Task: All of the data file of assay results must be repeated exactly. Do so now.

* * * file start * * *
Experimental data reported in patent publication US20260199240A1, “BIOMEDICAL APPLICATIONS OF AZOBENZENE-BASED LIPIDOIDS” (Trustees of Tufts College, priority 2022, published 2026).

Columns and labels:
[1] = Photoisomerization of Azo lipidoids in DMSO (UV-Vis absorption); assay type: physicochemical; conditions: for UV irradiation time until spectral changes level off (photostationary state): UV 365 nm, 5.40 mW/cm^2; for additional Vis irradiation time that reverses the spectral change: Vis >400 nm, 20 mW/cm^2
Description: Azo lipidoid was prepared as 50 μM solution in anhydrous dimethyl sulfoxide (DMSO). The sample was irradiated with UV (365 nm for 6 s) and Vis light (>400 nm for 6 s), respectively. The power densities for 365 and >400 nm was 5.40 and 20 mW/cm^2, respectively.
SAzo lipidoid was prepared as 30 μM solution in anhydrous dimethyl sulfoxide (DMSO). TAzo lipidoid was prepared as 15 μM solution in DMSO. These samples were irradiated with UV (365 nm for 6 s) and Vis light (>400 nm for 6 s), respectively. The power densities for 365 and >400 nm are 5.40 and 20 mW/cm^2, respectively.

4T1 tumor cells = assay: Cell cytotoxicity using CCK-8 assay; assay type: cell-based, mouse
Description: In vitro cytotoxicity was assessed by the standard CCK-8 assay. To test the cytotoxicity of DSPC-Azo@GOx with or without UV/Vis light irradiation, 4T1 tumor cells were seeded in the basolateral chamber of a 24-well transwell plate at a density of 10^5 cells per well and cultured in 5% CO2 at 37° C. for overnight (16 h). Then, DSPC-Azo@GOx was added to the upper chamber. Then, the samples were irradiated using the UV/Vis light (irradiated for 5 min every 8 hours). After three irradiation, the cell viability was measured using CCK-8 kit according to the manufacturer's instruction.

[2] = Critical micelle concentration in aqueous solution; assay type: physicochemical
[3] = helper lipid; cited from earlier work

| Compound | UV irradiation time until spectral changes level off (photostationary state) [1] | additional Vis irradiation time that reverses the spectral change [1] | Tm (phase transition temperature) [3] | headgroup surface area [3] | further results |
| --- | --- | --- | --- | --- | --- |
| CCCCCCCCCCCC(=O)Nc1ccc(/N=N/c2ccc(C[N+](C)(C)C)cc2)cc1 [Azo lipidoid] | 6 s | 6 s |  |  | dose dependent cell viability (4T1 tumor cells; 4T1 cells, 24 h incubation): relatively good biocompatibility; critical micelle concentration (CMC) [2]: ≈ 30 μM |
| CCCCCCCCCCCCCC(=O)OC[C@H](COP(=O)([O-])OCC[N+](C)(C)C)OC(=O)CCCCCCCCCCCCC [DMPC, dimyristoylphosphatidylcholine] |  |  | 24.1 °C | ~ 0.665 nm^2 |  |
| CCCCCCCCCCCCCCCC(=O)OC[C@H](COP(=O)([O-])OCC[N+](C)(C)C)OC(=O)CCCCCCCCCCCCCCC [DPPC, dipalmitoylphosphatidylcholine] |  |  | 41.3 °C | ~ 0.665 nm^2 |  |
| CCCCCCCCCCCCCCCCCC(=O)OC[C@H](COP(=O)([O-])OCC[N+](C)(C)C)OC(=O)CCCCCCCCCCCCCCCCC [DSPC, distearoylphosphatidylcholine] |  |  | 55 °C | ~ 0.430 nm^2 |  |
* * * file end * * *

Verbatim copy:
Experimental data reported in patent publication US20260199240A1, “BIOMEDICAL APPLICATIONS OF AZOBENZENE-BASED LIPIDOIDS” (Trustees of Tufts College, priority 2022, published 2026).

Columns and labels:
[1] = Photoisomerization of Azo lipidoids in DMSO (UV-Vis absorption); assay type: physicochemical; conditions: for UV irradiation time until spectral changes level off (photostationary state): UV 365 nm, 5.40 mW/cm^2; for additional Vis irradiation time that reverses the spectral change: Vis >400 nm, 20 mW/cm^2
Description: Azo lipidoid was prepared as 50 μM solution in anhydrous dimethyl sulfoxide (DMSO). The sample was irradiated with UV (365 nm for 6 s) and Vis light (>400 nm for 6 s), respectively. The power densities for 365 and >400 nm was 5.40 and 20 mW/cm^2, respectively.
SAzo lipidoid was prepared as 30 μM solution in anhydrous dimethyl sulfoxide (DMSO). TAzo lipidoid was prepared as 15 μM solution in DMSO. These samples were irradiated with UV (365 nm for 6 s) and Vis light (>400 nm for 6 s), respectively. The power densities for 365 and >400 nm are 5.40 and 20 mW/cm^2, respectively.

4T1 tumor cells = assay: Cell cytotoxicity using CCK-8 assay; assay type: cell-based, mouse
Description: In vitro cytotoxicity was assessed by the standard CCK-8 assay. To test the cytotoxicity of DSPC-Azo@GOx with or without UV/Vis light irradiation, 4T1 tumor cells were seeded in the basolateral chamber of a 24-well transwell plate at a density of 10^5 cells per well and cultured in 5% CO2 at 37° C. for overnight (16 h). Then, DSPC-Azo@GOx was added to the upper chamber. Then, the samples were irradiated using the UV/Vis light (irradiated for 5 min every 8 hours). After three irradiation, the cell viability was measured using CCK-8 kit according to the manufacturer's instruction.

[2] = Critical micelle concentration in aqueous solution; assay type: physicochemical
[3] = helper lipid; cited from earlier work

| Compound | UV irradiation time until spectral changes level off (photostationary state) [1] | additional Vis irradiation time that reverses the spectral change [1] | Tm (phase transition temperature) [3] | headgroup surface area [3] | further results |
| --- | --- | --- | --- | --- | --- |
| CCCCCCCCCCCC(=O)Nc1ccc(/N=N/c2ccc(C[N+](C)(C)C)cc2)cc1 [Azo lipidoid] | 6 s | 6 s |  |  | dose dependent cell viability (4T1 tumor cells; 4T1 cells, 24 h incubation): relatively good biocompatibility; critical micelle concentration (CMC) [2]: ≈ 30 μM |
| CCCCCCCCCCCCCC(=O)OC[C@H](COP(=O)([O-])OCC[N+](C)(C)C)OC(=O)CCCCCCCCCCCCC [DMPC, dimyristoylphosphatidylcholine] |  |  | 24.1 °C | ~ 0.665 nm^2 |  |
| CCCCCCCCCCCCCCCC(=O)OC[C@H](COP(=O)([O-])OCC[N+](C)(C)C)OC(=O)CCCCCCCCCCCCCCC [DPPC, dipalmitoylphosphatidylcholine] |  |  | 41.3 °C | ~ 0.665 nm^2 |  |
| CCCCCCCCCCCCCCCCCC(=O)OC[C@H](COP(=O)([O-])OCC[N+](C)(C)C)OC(=O)CCCCCCCCCCCCCCCCC [DSPC, distearoylphosphatidylcholine] |  |  | 55 °C | ~ 0.430 nm^2 |  |